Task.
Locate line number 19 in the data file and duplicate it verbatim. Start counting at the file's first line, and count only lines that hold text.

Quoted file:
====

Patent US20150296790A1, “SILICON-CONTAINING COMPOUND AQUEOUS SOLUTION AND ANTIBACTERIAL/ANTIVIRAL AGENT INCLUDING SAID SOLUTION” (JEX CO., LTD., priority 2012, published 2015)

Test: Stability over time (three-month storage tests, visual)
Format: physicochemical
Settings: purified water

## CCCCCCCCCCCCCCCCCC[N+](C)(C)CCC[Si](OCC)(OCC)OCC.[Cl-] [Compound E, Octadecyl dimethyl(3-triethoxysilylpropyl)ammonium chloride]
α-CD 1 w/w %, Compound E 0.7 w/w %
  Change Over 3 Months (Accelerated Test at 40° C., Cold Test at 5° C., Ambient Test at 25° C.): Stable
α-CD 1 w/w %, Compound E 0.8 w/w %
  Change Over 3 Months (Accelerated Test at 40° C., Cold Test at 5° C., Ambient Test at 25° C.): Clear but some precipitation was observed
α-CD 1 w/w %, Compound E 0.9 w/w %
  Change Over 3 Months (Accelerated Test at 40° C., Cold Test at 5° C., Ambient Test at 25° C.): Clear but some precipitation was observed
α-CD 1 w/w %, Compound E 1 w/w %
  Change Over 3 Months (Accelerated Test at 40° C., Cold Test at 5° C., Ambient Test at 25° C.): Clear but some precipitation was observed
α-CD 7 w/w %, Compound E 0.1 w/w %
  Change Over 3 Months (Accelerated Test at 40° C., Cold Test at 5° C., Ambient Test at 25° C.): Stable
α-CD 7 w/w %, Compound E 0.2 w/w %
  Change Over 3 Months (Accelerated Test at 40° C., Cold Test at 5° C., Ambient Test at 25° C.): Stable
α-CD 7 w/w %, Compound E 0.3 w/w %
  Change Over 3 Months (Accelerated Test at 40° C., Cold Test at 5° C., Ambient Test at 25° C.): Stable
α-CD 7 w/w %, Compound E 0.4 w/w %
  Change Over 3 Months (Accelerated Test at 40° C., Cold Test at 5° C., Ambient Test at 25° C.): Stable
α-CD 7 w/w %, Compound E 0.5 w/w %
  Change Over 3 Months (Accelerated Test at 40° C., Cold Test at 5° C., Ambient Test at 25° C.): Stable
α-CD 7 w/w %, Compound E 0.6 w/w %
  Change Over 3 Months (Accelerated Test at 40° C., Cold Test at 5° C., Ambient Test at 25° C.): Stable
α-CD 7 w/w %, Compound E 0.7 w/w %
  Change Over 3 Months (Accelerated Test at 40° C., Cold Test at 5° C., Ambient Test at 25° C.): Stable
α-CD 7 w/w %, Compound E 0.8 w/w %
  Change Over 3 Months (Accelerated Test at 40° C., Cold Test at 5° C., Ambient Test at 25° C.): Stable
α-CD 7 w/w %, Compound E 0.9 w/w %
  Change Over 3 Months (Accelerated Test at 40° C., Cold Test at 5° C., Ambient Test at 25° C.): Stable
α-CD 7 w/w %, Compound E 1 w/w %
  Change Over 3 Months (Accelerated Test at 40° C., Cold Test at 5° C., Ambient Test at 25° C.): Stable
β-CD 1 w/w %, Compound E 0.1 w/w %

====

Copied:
  Change Over 3 Months (Accelerated Test at 40° C., Cold Test at 5° C., Ambient Test at 25° C.): Stable